## Friday, October 02, 2009

### White to play, and mate in two

Today's puzzle is a special three-parter. You are asked to provide:
(a) white's first move
(b) proof that this is the only key move possible (that's to say, proof that the puzzle isn't cooked)
(c) the relevance (a) has to the Streatham and Brixton Chess Blog today.
Much kudos and cake to the reader who can provide us with three satisfactory answers. All will be explained soon . . .

Jack Rudd said...

Suppose white can castle. Then the white king has never moved, and so the rook from h1 cannot have got out of the bottom-right corner. What, then, is the rook on d4? It is not the king's rook (which never escaped), nor the queen's rook (which is still on a1), so it is a promoted pawn.

Now where did this pawn promote? If it did so on e8 or h8, the relevant black piece has obviously moved and so black cannot castle. If it did so on anywhere from a8 to d8, it got out via d8, and so must have displaced the black king along the way. And if it did so on f8 or g8, it must have either got out via f8 (again displacing the black king) or h8 (displacing the black rook).

So if white can castle, black cannot, because either his king or his rook has moved. So the key-move is 1.O-O-O! with an unstoppable threat of 2.Rd8#.

Anonymous said...

Yeah, I'd got that far as well, but two questions are still bugging me:

(1) Why isn't 1. Rxa7 just as good?
(2) What happens if White can't castle, and the rook on d4 is the original h1-rook?

It appears quite possible that the last moves were 1. ... Nc6-d4 2. Rd3xd4 b7-b6, for example, meaning Black can still castle and that is his defence to all three key-moves.

Anonymous said...

Actually, I think I sort of see now. If White were to start 1. Rxa7, then Black would claim 1. ... 0-0 as a defence. But because we are allowed to assume in problems that castles is legal unless proved otherwise, White must play it (1. 0-0-0) to prevent Black from castling in reply.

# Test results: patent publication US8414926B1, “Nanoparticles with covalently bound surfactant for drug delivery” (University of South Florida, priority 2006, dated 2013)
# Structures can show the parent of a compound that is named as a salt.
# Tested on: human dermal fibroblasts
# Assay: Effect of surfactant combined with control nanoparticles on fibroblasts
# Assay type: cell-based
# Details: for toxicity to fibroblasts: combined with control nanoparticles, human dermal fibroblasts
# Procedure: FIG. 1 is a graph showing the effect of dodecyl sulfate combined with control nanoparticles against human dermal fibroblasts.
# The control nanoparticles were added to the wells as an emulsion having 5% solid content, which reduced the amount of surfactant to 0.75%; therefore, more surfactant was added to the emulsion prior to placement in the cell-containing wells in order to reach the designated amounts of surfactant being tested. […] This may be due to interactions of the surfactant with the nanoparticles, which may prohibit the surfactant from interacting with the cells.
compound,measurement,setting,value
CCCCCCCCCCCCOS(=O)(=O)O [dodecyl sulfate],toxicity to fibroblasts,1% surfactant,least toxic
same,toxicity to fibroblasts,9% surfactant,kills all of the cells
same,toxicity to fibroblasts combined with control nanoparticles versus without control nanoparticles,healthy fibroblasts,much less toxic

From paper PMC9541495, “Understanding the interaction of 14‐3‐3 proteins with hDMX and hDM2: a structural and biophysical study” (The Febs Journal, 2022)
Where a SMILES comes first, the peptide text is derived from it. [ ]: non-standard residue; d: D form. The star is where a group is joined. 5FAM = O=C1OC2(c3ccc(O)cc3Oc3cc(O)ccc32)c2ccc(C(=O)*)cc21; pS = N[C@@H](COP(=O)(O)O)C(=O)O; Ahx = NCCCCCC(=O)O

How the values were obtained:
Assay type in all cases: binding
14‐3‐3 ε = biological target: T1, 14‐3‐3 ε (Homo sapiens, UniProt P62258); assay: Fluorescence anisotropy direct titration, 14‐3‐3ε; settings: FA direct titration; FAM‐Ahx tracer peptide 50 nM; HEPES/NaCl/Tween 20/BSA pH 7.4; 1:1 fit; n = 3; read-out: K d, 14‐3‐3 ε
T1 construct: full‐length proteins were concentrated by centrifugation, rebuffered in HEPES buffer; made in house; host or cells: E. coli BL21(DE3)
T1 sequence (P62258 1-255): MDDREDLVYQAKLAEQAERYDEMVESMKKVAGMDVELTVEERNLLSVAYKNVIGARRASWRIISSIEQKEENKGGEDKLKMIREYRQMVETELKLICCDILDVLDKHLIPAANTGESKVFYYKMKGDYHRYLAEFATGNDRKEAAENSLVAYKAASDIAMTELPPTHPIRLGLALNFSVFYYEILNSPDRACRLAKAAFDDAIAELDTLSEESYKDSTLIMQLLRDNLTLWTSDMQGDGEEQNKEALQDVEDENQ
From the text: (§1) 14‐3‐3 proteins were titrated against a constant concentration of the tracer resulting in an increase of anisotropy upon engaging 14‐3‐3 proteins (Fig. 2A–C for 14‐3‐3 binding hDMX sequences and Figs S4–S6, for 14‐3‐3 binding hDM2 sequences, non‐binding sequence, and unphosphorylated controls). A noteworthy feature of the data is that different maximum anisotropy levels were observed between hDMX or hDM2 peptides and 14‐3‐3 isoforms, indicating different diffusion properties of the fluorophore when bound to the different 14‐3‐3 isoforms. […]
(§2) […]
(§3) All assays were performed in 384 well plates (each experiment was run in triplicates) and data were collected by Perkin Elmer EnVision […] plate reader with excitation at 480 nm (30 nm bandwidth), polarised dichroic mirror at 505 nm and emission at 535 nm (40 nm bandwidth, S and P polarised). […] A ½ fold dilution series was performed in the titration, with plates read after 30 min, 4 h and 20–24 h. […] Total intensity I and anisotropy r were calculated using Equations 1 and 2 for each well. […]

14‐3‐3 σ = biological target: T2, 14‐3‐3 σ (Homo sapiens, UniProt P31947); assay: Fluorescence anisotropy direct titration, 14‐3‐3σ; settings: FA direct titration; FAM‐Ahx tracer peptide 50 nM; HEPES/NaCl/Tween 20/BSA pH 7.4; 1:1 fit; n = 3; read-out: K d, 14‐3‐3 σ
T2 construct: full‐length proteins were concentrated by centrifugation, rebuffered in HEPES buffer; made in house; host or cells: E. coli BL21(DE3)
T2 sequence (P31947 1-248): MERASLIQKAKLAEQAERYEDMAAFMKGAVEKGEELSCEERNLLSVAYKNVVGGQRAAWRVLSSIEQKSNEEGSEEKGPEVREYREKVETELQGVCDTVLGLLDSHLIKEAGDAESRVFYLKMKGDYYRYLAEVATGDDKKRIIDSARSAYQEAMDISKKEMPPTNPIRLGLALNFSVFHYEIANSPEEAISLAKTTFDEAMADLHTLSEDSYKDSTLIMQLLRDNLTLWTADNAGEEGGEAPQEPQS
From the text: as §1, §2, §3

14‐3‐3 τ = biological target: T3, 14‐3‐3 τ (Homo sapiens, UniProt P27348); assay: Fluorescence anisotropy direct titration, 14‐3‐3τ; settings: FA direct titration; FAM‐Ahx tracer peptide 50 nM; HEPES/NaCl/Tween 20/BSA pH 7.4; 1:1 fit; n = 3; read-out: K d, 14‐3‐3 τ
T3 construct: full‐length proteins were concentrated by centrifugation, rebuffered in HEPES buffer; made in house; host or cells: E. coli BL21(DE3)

Relevance to S&B blog? Sorry, that one escapes me.

Jonathan B said...

Jack Rudd and our anonymous friend have the answer to the first move - as to the justification as to why it has to be 1. 0-0-0 I'm not qualified to judge (Morgan did exlpain it to me but I'm afraid the answer just didnt stick in my brain)

That leaves the relevance to our little blog. As a clue ... might I suggest you compare the solution to the question what's the first move with the title to the previous post?

Anonymous said...

1000 blog entries! Congratulations.

PG

Jonathan B said...

We have a winner. Today's blog entry - amazingly - is our 1000th post. To quote that great thespian Sir Vincent Jones, it's been emotional, but here's to the next 1000.

Morgan Daniels said...

Thanks Jack for the exegesis. It means I don't have too much left to add about a puzzle that really is spectacularly complicated in conception.

It's all about proving that both sides are not allowed to castle. If the Rd4 originally came from h1, then white can't; if it's a promoted rook, then it must have dislodged the black king along the way.

So to prove that he can castle, white castles! 1.0-0-0 makes 1...0-0 illegal.

This is why, Anonymous, 1.Rxa7 and 1.Rad1 are both no good--- because then black castles to prove that he can castle, meaning that white can no longer give mate in two.

Jack: you're going to have to share your prize with PG. Would you prefer the kudos or the cake?

Morgan Daniels said...

By the way, the puzzle is Armand Lapierre's baby, and it was published in Themes in April 1959.

Jack Rudd said...

Cake, I think. A nice Victoria sponge, or something.

Anonymous said...

Oh I wanted the cake as well. Maybe a chocolate gateaux.

PG

BlueRaja said...

"posted by Tom Chivers @ 10:00"
clever.

Tom Chivers said...

Well spotted BlueRaja; there's also another clue in the post.

I think PG deserves the cake!

Michael Goeller said...

Fantastic puzzle. I have to drop by more often.

Tom Chivers said...

I predict that about 999 posts after this one, there'll be one to which the solution involves 2.O-O-O.